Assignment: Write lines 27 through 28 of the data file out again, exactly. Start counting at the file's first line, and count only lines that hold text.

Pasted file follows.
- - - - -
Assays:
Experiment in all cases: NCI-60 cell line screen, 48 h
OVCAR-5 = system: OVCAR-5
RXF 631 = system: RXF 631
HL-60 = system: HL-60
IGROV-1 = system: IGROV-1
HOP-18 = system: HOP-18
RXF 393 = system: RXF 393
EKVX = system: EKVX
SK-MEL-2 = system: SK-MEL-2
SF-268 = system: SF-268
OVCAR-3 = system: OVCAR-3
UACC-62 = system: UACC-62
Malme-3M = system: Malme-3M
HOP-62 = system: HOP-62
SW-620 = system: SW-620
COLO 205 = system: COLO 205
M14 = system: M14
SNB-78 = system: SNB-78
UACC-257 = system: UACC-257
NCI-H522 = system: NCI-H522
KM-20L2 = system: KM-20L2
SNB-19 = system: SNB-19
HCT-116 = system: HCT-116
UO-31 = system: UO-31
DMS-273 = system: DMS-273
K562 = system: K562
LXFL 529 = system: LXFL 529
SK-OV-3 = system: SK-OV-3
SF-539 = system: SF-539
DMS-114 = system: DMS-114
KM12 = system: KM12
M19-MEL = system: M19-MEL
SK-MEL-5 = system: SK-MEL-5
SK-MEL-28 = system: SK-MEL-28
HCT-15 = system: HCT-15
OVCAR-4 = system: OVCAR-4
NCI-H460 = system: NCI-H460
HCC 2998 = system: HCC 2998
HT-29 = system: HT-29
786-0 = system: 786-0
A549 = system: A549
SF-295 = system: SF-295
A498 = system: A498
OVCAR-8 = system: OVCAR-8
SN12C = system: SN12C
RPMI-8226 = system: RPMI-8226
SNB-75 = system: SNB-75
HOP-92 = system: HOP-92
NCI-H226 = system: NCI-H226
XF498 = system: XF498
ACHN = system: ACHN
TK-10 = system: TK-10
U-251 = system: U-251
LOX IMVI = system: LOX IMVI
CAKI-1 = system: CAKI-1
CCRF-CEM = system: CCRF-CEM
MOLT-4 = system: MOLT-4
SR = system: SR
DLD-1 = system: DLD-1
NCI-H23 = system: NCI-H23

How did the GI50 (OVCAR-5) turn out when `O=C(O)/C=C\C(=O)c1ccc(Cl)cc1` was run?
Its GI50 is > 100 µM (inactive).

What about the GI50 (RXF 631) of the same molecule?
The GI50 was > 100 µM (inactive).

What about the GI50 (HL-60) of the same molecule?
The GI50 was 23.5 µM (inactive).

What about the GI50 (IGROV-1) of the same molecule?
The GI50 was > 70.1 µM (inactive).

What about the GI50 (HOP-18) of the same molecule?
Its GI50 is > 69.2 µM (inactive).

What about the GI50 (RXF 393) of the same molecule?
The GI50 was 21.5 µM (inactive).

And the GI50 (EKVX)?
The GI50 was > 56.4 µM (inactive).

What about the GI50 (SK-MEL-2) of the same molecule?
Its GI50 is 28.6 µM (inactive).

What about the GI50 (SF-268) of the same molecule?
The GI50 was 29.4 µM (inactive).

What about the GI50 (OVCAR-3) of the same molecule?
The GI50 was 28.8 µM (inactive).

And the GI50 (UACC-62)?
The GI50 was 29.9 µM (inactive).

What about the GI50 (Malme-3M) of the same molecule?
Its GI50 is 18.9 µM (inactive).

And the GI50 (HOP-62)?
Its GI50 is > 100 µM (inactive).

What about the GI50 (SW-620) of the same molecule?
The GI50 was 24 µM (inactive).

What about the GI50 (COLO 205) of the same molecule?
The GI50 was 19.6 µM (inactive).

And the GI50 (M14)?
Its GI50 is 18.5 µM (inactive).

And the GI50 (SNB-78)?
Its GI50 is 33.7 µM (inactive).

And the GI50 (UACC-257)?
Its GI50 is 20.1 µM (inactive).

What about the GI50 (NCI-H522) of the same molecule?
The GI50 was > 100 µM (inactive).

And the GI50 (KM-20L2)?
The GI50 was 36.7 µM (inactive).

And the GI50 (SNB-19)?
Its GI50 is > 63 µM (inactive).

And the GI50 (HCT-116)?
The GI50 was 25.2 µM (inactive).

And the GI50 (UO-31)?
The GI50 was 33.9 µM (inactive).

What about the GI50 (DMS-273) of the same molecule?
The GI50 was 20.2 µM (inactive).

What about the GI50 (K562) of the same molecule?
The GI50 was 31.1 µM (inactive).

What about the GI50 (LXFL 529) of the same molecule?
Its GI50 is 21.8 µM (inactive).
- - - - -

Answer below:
K562 = system: K562
LXFL 529 = system: LXFL 529